Kansas coach Bill Self has reached a boiling point with how the NCAA has handled the playing status of prized freshman Cheick Diallo.
Late Saturday night, Self convened a conference call with ESPN and CBS Sports to detail the steps the university has taken to work with the NCAA regarding Diallo's eligibility. Self said he has been frustrated with the lack of cooperation and information from the NCAA, and said Kansas had not been given the details of Diallo's situation until earlier this month.
"We still haven't been told anything definitively in any area," Self said. "We've made six visits to Our Savior, and the NCAA has made zero."
A 6-foot-9, 220-pound forward, Diallo arrived in the United States from Mali midway through his freshman season in 2012, and spent his last 3 years at Our Savior New American, a private high school in Centereach, New York.
In 2012, the NCAA placed Our Savior under review, which would potentially nullify Diallo's core coursework.
"Our Savior was placed on review by the NCAA after Cheick arrived," Self said. "He had no idea when he got there.
"The policy sucks in that kids aren't notified. This kid left his family in Mali to live out a dream, and he was never made aware of anything."
Self also said Kansas gave two separate independent reports to the NCAA on Friday night that refute the organization's claim that the majority of Diallo's core courses at Our Savior are not eligible.
"This is a situation where he should be playing immediately," Self said Saturday night. "We gave it to the NCAA, and we know it's a weekend. I think the weekend qualifies as a workday in this case."
Kansas athletic director Sheahon Zenger sent a detailed letter Nov. 10 to NCAA executive vice president Oliver Luck, as well as NCAA president Mark Emmert, among others in the NCAA administration, detailing the Jayhawks' view that the organization has mishandled the Diallo case.
In a stinging six-page letter obtained by ESPN on Saturday night, Zenger concluded by saying, "Cheick Diallo should be eligible immediately, because when reviewing the totality of this situation, it is clear the NCAA has failed both to put forth an open-minded best effort for a student-athlete and to uncover facts supporting eligibility. All of which the University of Kansas did.''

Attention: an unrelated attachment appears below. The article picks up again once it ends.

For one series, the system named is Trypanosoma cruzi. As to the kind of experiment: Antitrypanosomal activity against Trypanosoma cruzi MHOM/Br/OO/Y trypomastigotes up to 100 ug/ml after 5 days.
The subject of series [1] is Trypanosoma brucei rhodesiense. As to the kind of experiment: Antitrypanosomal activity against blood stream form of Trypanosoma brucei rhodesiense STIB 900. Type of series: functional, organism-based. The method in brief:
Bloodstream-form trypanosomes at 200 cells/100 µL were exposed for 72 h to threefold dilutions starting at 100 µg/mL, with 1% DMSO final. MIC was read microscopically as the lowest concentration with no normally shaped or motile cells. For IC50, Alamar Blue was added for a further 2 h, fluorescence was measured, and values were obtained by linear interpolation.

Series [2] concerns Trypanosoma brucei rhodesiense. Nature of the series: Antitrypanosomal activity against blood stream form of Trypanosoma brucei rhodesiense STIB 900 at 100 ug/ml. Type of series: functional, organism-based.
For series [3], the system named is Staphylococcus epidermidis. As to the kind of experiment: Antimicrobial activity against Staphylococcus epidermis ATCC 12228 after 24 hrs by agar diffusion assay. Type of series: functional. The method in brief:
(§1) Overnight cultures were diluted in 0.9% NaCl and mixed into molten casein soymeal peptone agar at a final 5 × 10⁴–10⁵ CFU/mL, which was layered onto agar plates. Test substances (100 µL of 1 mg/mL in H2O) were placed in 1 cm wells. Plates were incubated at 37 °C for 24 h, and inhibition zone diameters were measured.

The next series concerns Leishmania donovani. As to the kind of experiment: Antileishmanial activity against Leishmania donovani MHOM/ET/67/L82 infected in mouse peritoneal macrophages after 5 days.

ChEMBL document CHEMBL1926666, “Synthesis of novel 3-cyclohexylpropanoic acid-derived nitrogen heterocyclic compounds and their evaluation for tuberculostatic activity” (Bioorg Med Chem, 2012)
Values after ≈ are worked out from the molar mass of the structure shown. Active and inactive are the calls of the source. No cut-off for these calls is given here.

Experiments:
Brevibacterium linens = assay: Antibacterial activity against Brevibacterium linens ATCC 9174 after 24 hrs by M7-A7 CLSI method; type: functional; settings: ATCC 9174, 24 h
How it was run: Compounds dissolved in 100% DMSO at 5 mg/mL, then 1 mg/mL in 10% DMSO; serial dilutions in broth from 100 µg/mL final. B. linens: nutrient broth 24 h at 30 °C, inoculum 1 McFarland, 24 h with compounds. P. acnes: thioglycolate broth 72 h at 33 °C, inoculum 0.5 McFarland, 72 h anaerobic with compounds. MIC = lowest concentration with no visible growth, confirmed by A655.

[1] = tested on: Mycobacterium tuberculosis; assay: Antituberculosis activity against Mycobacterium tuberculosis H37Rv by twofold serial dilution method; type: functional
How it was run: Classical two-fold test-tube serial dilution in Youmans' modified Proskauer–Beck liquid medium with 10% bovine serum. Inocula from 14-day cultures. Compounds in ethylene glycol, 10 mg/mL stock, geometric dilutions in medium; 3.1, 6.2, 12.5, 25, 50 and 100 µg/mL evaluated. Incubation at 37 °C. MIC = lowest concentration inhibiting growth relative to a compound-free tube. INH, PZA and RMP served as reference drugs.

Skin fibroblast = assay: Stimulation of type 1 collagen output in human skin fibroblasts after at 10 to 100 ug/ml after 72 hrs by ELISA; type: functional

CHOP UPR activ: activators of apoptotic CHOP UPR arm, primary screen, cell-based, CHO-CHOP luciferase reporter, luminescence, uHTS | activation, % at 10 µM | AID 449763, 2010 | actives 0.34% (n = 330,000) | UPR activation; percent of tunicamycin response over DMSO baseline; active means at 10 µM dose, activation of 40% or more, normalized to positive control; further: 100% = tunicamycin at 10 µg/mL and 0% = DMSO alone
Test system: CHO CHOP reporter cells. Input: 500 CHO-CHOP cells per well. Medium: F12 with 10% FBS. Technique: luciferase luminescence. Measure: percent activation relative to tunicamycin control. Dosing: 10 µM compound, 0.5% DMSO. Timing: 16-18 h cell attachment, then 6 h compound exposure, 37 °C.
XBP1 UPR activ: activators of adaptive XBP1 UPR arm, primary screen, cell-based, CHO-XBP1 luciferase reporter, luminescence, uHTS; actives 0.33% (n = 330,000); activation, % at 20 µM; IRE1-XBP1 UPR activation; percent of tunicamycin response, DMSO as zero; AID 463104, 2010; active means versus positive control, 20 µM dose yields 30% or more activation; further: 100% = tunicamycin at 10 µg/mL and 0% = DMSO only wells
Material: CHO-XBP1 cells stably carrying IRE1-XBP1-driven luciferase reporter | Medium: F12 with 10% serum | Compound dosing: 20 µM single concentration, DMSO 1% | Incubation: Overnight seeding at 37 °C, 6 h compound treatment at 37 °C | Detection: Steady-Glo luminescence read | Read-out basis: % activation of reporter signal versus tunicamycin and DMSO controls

Zenger said Kansas' investment in investigating the case is "approaching six figures on all levels.'' He said the money was well spent because of the number of "serious and legitimate misrepresentations attributed to NCAA process, unfounded verbal statements and inadequate professional standards.''
Among the critiques outlined: Kansas staff visited the school six times, but the NCAA did not visit, even with an invitation to accompany Kansas. The NCAA told Kansas on Sept. 2 that it would give the school information after a review of Diallo's case, Zenger said, but that had not yet happened. The AD wrote that that the NCAA eligibility center said on Nov. 5 that it had the information needed at the start of the process.
Kansas argues that there is additional information that should be considered but the NCAA did not seek it out. One of the problems cited with Diallo's high school record was attendance, Zenger said, but Kansas' investigation found Diallo had exceeded the 85 percent minimum attendance required.
"I am concerned also because the role NCAA staff has played during this misfit process has been that of investigator, not collaborator," Zenger said. "There is still no closure for Cheick Diallo.
"It is the University of Kansas communicating openly and uncovering facts that we could have discovered together all in the spirit of reaching conclusions and closure for Cheick.''
Kansas hired representation for Diallo. Recently, his guardian, Tidiane Drame, also hired Alabama-based attorney Don Jackson.
"That letter confirms our position about the case,'' Jackson said. "There is no justification for not accepting his academic credentials and not interacting with his secondary school. They were asked a number of times to go out there with Kansas to give advice to Kansas and to Our Savior, and they didn't. It is a de facto suspension. There's no question about it.''
Diallo has missed the first two games of the season, a win against Northern Colorado in the opener and a loss to Michigan State on Tuesday in the Champions Classic in Chicago. Diallo was granted an exception by the NCAA to travel to Maui, where the Jayhawks play host Chaminade in the Maui Invitational on Monday.
"It's been really hard," Diallo told ESPN recently. "I just did what I was told."
Diallo also told ESPN that he received an A and a B in two summer courses he took at Kansas. He is currently enrolled in 15 units in the fall semester.
Diallo is considered the prize of Kansas' recruiting class, a relentless rebounder ranked No. 7 in ESPN 100. He has drawn comparisons to Denver Nuggets power forward Kenneth Faried.
ESPN's Andy Katz contributed to this report.
Jayhawks' Bill Self: Cheick Diallo 'should be playing immediately'
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